The process of learning a second language (L2) is both an intensive and time-consuming activity. After years of experience in training field agents, the Foreign Service Institute (FSI) estimates that anywhere from 700 to 1,320 hours of full-time instruction are needed to reach a level of high fluency (Bialystok and Hakuta 1994, 34). This means that the time commitment for learning a Romance language minimally approaches 20 weeks of intensive, full-time study at 30 hours per week for a grand total of 600 hours, while for other languages, such as Russian and Chinese, the ideal exposure can exceed 44 weeks at 30 hours per week, or 1,320 hours. However, most university students spend on average only 150 hours per academic year actively studying a second language (10 weeks at 5 hours per week for three quarters = 150 total hours). Those students who began studying a second language in high school and continued at the university level find that most of the material taught in their second language classrooms appears to be remedial. However, it is a simple fact that it takes from four to six years to reach functional proficiency in a second language even counting the additional high school exposure (Brave New Digital Classroom: Technology and Foreign Language Learning, by Robert J. Blake, 2008).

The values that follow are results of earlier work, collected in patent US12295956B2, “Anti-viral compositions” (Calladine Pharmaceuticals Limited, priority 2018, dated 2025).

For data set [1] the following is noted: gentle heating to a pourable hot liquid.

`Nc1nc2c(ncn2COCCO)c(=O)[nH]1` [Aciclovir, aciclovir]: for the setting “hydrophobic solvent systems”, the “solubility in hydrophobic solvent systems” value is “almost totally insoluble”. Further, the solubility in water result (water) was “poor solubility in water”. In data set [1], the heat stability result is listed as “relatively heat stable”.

Naturally, Study Abroad has been an effective way of dealing with the impoverished or insufficient input in the target language that impedes the development of student proficiency. However, given the fact that not all students are able to study abroad, technology, if used wisely, can play a major role in enhancing L2 learners’ contact with the target language. It is the mission of the Language Resource Center to enhance access to target language input by providing tutoring in the target language, conceptual scaffolding of target language processes, video media in the target language, access to tutorial software, and the technology required to produce documents, presentations, videos, and audio recordings as target language output options. In short, the LRC is designed to bring target language input to life.